Nobody mentioned the bombs. The papers talked about little else but even though there must have been over thirty of us gathered in New Cross on Friday, no-one talked about the attacks.
On the way home, the streets were perhaps a little quieter than usual. We took the bus from London Bridge: an different route back to our mate’s place, but then he always experiments. The bus dropped us practically on the doorstep and meant we didn’t have to change. I remember thinking that it was a rather neat route before I realised that we had to take it because King’s Cross tube station was closed.
The Cally road looked just as it always did.
And on Saturday, life looked normal in every respect: the shops were open, the cafés busy. Perhaps the buses were more packed than usual, but I wouldn’t know how busy they usually are on a sunny Saturday afternoon. However, as we turned the corner into King’s Cross, it was as if a curtain had lifted: there was an urgency and an edginess about the crowds. Police was everywhere: roads, platforms and even the tracks were swarming with white vans and officers in fluorescent vests as if someone had poked a stick into an ants’ nest and given it a good shake. From the top deck of the Number 17, I could briefly make out individual faces in the milling crowds: backpackers, visitors and Londoners—some confused, some defiant, all looking haunted.
In between the bustling jackets and fluorescent vests there was a bare patch on the station forecourt. A square of pavement had been fenced off and in it bouquets of flowers were poignantly arranged in neat rows against the wall, bringing home the message that people had died here only hours before. The long lenses of press photographers protruded over the barriers. Within seconds, we had swept past.
I was on the way to our writers’ group meeting. Some of us had been caught up in the delays following the attacks on Thursday, but all had agreed to go ahead with the workshop as planned. It was the right decision. When I arrived at the pub, a wedding crowd was in the process of filing out, leaving a few stragglers at the bar hastily finishing their drinks; their spirits similary undented.
I understand why big events involving tens of thousands of people have been postponed, but why cancel smaller events? Everywhere around us, people were gathering for weddings, reunions (as we did yesterday) or meetings. The British Fantasy Society showcase which was to follow our workshop would have been attended by a few hundred at most, yet it was postponed. At the time I thought that was a knee-jerk reaction, but what do I know?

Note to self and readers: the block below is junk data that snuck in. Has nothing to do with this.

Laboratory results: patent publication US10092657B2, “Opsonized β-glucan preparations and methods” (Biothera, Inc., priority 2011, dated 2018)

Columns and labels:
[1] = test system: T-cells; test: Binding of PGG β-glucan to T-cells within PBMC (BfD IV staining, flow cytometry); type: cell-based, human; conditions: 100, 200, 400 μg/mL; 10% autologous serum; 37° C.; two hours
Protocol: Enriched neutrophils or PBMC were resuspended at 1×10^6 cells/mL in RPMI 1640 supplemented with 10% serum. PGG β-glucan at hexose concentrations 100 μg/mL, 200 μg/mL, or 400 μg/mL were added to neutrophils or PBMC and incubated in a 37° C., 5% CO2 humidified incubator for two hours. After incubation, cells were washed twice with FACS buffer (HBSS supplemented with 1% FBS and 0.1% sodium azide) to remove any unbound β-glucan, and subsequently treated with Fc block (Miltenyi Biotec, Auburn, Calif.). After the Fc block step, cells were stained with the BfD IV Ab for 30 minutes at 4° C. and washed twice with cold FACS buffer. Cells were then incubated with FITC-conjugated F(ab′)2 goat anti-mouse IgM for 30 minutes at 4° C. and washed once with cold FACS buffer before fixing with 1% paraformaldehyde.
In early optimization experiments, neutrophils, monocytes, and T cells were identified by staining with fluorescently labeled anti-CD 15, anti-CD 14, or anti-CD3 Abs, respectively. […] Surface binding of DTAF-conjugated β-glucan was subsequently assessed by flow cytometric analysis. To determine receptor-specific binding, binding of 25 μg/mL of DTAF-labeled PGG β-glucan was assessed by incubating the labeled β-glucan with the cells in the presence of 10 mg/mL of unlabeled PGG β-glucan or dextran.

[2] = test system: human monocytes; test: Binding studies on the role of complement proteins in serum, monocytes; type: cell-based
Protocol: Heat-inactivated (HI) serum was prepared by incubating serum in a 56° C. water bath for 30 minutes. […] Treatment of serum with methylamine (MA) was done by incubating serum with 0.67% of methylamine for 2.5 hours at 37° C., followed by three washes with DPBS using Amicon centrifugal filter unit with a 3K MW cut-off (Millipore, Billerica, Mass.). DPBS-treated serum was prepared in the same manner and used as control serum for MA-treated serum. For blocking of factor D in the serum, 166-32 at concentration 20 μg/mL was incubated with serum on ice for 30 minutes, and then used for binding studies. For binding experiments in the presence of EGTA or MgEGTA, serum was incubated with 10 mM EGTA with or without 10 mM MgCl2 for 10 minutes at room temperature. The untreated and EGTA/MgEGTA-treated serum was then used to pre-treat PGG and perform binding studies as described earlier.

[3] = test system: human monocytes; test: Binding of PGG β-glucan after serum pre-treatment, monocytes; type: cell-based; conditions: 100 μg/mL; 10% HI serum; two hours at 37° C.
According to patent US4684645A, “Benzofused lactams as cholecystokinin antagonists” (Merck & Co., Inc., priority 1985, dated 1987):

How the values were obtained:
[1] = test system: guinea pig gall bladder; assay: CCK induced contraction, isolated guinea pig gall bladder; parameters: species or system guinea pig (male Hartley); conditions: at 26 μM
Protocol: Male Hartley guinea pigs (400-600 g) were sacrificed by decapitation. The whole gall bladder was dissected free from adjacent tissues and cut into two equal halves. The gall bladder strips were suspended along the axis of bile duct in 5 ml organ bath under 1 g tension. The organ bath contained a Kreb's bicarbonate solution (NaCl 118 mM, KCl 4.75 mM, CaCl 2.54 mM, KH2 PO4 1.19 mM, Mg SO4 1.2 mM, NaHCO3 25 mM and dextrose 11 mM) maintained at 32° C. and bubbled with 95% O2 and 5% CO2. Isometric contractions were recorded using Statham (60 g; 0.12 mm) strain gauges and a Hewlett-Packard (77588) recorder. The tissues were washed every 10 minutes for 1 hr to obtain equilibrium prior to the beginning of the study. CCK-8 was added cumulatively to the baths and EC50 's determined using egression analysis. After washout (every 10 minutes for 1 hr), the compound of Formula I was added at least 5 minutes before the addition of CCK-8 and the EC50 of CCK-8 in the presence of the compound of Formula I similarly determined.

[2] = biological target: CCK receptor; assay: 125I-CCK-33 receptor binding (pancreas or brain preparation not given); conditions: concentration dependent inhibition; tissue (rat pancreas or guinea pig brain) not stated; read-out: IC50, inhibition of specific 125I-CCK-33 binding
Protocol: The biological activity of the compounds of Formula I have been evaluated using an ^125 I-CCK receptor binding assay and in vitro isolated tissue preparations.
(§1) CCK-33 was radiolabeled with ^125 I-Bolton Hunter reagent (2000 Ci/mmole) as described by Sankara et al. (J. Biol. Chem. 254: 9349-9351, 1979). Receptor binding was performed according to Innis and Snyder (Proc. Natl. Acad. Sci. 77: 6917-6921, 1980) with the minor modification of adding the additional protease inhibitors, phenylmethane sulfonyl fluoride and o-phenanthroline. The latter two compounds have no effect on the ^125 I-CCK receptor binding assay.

When we drove back through West London on our way back to Tadley, we saw hundreds of people spilling out of restaurants and clubs and milling in the open doorways of pubs and bars. Something was happening but I could not fathom what. This was a clubbing crowd, yet there were no concerts nearby, no big gatherings earlier on this day. Today I heard in the news that 20 000 people were evacuated from Soho and the West End following a bomb scare. Most of them had spilled out in Clapham Junction, determined to party on.
Everybody is edgy right now. It is understandable, but life has to get back to normal as soon as possible. The papers, rather grandiously, contrasted the recent events with the fear and courage people experienced during the Blitz, but much more recently Londoners had to live with constant bombardments by the IRA. In 1992, I took the tube from Woodside Park to King’s College Knightsbridge evey day; the seats were marked with tags to signify that they had not been tampered with. Some of the tags were missing. Three weeks after we moved, a device exploded at Woodside Park station.
The Blitz did not conquer London’s spirit, neither did the IRA—and nor will Al Qu’aida.
It is important that people continue to visit London. Londoners travelled to New York and to Madrid after the attacks there. Think about it: it is no more dangerous here than in these or other American and European cities.